This kind of "topical consortium" is gradually gaining support in film studies. For example, the Rossellini Institute and the Centro Sperimentale in Rome have digitized the complete works of Roberto Rossellini and are making them available on a series of DVDs, which will work interactively with a website that has archival materials on Rossellini from all over the world. There are plans for similar projects on Fellini and Pasolini. At Georgia Tech a collaborative project is being developed on the films of DWGriffith and their cultural context, a hypertext that includes commentaries by a wide range of scholars from all over the world. Working in consultation with the Asian nations in NETPAC, Jeanette Paulson Hereniko has produced an outstanding multilingual website on Pacific Asian cinema at the Annenberg Center called Asian Film Connections, an online resource that provides updated information to critics, scholars, students, and distributors on recent films from those regions. This website could obviously be a tremendous resource for distant-learning courses related to these regions. All of these projects were built with a collaborative approach to interface design, which is the third principle we learned on the Labyrinth Project.
Collaborating on Interface Design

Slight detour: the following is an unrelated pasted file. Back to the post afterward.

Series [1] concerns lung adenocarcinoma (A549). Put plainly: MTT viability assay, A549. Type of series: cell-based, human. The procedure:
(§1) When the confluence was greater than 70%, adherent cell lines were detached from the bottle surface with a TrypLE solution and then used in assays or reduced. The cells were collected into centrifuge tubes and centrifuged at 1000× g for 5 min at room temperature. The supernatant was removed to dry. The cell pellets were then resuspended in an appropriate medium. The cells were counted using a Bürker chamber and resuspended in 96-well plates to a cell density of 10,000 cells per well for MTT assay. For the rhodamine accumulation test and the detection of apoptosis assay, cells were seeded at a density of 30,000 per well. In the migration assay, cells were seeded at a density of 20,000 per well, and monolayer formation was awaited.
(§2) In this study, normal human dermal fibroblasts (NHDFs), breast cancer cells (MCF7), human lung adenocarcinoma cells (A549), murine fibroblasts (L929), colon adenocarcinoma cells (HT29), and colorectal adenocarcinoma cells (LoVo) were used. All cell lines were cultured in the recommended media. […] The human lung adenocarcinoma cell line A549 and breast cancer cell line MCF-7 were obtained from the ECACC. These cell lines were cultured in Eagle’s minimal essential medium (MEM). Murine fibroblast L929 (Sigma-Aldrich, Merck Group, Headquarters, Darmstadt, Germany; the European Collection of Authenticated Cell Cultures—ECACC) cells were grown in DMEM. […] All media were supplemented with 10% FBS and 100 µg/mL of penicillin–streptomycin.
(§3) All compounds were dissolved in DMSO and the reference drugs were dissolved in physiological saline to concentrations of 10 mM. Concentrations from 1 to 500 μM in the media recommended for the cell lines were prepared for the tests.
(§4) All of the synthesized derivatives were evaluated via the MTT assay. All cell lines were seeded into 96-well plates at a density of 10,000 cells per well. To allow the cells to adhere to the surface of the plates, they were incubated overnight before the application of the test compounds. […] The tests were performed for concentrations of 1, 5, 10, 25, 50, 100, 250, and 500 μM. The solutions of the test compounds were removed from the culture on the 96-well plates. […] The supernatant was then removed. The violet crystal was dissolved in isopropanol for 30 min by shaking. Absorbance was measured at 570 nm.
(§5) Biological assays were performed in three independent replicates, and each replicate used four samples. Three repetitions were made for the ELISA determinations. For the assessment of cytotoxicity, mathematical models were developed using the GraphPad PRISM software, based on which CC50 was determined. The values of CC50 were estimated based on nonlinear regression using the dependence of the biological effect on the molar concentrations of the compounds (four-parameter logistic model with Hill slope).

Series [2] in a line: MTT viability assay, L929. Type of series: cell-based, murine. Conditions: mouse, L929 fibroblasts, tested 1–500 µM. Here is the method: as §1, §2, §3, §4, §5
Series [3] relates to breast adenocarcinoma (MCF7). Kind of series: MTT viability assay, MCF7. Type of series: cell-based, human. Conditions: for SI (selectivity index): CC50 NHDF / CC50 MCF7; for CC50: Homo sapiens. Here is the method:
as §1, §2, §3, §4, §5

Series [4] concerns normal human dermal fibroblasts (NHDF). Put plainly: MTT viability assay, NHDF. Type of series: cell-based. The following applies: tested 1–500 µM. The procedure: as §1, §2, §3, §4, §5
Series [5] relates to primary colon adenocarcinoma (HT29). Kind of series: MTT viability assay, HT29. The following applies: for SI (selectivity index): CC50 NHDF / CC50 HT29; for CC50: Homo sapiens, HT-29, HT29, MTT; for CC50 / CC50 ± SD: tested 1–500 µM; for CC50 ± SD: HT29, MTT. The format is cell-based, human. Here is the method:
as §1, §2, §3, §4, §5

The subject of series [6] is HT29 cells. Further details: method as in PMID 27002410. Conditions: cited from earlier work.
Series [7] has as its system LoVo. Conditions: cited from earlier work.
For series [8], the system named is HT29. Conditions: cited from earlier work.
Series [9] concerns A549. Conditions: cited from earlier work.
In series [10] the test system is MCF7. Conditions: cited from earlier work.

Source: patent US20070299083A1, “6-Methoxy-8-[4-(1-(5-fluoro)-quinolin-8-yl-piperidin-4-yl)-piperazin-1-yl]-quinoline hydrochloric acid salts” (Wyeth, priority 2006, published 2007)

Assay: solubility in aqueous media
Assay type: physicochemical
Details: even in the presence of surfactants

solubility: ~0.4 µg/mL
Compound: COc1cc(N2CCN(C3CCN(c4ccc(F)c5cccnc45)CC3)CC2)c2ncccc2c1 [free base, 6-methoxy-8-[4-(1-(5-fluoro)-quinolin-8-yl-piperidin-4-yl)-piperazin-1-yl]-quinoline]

We strongly reject the prevailing commercial model of having a designated "content provider" who turns over ideas or material to a crew of technical experts or professionals for development, which inevitably results in a form of colonization. In all forms of interactive projects—whether a distant-learning [End Page 109] Pacific Islands studies, a website on Pacific Asian cinema, a scholarly hypertext like Immaterial Bodies, or an electronic fiction like Mysteries and Desire—interface design is central. It shapes the content just as form does in every other medium. Thus, even though none of these scholars or artists we worked with had previous experience with new digital media, they all collaborated with us on the interface design. A Pacific Islands conference like this would be an ideal site for recruiting artists, scholars, and students who might collaborate on an interface design for interactive projects in this field—a design that would avoid being colonized.